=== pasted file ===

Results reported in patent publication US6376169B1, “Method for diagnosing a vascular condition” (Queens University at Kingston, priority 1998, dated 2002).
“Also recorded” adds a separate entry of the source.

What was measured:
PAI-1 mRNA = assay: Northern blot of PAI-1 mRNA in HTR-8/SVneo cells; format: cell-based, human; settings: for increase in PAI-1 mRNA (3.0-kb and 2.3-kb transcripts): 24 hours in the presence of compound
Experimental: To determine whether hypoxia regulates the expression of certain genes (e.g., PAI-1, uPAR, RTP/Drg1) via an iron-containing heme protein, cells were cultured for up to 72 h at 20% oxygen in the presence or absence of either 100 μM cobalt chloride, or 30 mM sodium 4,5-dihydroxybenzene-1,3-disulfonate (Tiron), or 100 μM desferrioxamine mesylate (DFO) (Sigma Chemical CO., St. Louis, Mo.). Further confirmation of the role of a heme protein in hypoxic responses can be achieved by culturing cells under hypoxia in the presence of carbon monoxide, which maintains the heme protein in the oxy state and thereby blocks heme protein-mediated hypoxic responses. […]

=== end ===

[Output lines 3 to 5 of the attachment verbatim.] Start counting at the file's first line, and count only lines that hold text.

What was measured:
PAI-1 mRNA = assay: Northern blot of PAI-1 mRNA in HTR-8/SVneo cells; format: cell-based, human; settings: for increase in PAI-1 mRNA (3.0-kb and 2.3-kb transcripts): 24 hours in the presence of compound
Experimental: To determine whether hypoxia regulates the expression of certain genes (e.g., PAI-1, uPAR, RTP/Drg1) via an iron-containing heme protein, cells were cultured for up to 72 h at 20% oxygen in the presence or absence of either 100 μM cobalt chloride, or 30 mM sodium 4,5-dihydroxybenzene-1,3-disulfonate (Tiron), or 100 μM desferrioxamine mesylate (DFO) (Sigma Chemical CO., St. Louis, Mo.). Further confirmation of the role of a heme protein in hypoxic responses can be achieved by culturing cells under hypoxia in the presence of carbon monoxide, which maintains the heme protein in the oxy state and thereby blocks heme protein-mediated hypoxic responses. […]